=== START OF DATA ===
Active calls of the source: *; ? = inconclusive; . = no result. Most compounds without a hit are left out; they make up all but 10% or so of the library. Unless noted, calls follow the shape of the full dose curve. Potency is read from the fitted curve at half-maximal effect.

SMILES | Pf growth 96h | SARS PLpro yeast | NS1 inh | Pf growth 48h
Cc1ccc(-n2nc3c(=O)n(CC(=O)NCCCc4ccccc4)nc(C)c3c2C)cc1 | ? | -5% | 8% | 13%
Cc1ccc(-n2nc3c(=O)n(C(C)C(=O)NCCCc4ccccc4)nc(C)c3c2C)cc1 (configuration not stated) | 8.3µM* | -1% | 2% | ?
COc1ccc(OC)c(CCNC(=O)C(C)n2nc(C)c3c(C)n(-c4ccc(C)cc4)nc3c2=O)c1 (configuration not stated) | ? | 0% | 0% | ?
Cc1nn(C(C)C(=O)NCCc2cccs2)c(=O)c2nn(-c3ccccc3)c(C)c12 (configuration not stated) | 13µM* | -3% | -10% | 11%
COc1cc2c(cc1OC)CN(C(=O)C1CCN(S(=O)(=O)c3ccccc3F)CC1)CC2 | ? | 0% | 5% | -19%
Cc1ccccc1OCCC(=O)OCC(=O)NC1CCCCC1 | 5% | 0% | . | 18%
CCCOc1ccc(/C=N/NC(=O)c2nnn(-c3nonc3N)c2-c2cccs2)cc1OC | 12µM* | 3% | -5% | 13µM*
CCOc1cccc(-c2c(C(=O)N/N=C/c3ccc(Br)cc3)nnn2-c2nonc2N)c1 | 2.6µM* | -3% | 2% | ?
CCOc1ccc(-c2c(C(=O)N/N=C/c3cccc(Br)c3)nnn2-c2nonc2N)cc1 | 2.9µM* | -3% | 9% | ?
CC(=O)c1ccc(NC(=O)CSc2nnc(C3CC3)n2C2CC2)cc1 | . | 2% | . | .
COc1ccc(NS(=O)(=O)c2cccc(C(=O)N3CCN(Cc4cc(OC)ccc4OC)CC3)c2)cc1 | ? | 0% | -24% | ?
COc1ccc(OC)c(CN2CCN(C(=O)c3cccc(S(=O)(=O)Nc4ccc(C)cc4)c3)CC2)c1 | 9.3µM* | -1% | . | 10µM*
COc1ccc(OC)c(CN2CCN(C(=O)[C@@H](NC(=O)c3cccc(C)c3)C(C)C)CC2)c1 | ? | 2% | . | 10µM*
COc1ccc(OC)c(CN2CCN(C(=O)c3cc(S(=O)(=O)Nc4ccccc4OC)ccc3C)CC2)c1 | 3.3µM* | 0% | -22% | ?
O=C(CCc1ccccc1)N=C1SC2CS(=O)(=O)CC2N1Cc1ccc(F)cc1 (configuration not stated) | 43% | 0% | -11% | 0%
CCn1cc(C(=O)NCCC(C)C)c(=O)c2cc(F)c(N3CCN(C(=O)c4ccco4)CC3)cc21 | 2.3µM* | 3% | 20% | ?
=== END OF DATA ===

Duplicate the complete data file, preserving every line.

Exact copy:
Active calls of the source: *; ? = inconclusive; . = no result. Most compounds without a hit are left out; they make up all but 10% or so of the library. Unless noted, calls follow the shape of the full dose curve. Potency is read from the fitted curve at half-maximal effect.

SMILES | Pf growth 96h | SARS PLpro yeast | NS1 inh | Pf growth 48h
Cc1ccc(-n2nc3c(=O)n(CC(=O)NCCCc4ccccc4)nc(C)c3c2C)cc1 | ? | -5% | 8% | 13%
Cc1ccc(-n2nc3c(=O)n(C(C)C(=O)NCCCc4ccccc4)nc(C)c3c2C)cc1 (configuration not stated) | 8.3µM* | -1% | 2% | ?
COc1ccc(OC)c(CCNC(=O)C(C)n2nc(C)c3c(C)n(-c4ccc(C)cc4)nc3c2=O)c1 (configuration not stated) | ? | 0% | 0% | ?
Cc1nn(C(C)C(=O)NCCc2cccs2)c(=O)c2nn(-c3ccccc3)c(C)c12 (configuration not stated) | 13µM* | -3% | -10% | 11%
COc1cc2c(cc1OC)CN(C(=O)C1CCN(S(=O)(=O)c3ccccc3F)CC1)CC2 | ? | 0% | 5% | -19%
Cc1ccccc1OCCC(=O)OCC(=O)NC1CCCCC1 | 5% | 0% | . | 18%
CCCOc1ccc(/C=N/NC(=O)c2nnn(-c3nonc3N)c2-c2cccs2)cc1OC | 12µM* | 3% | -5% | 13µM*
CCOc1cccc(-c2c(C(=O)N/N=C/c3ccc(Br)cc3)nnn2-c2nonc2N)c1 | 2.6µM* | -3% | 2% | ?
CCOc1ccc(-c2c(C(=O)N/N=C/c3cccc(Br)c3)nnn2-c2nonc2N)cc1 | 2.9µM* | -3% | 9% | ?
CC(=O)c1ccc(NC(=O)CSc2nnc(C3CC3)n2C2CC2)cc1 | . | 2% | . | .
COc1ccc(NS(=O)(=O)c2cccc(C(=O)N3CCN(Cc4cc(OC)ccc4OC)CC3)c2)cc1 | ? | 0% | -24% | ?
COc1ccc(OC)c(CN2CCN(C(=O)c3cccc(S(=O)(=O)Nc4ccc(C)cc4)c3)CC2)c1 | 9.3µM* | -1% | . | 10µM*
COc1ccc(OC)c(CN2CCN(C(=O)[C@@H](NC(=O)c3cccc(C)c3)C(C)C)CC2)c1 | ? | 2% | . | 10µM*
COc1ccc(OC)c(CN2CCN(C(=O)c3cc(S(=O)(=O)Nc4ccccc4OC)ccc3C)CC2)c1 | 3.3µM* | 0% | -22% | ?
O=C(CCc1ccccc1)N=C1SC2CS(=O)(=O)CC2N1Cc1ccc(F)cc1 (configuration not stated) | 43% | 0% | -11% | 0%
CCn1cc(C(=O)NCCC(C)C)c(=O)c2cc(F)c(N3CCN(C(=O)c4ccco4)CC3)cc21 | 2.3µM* | 3% | 20% | ?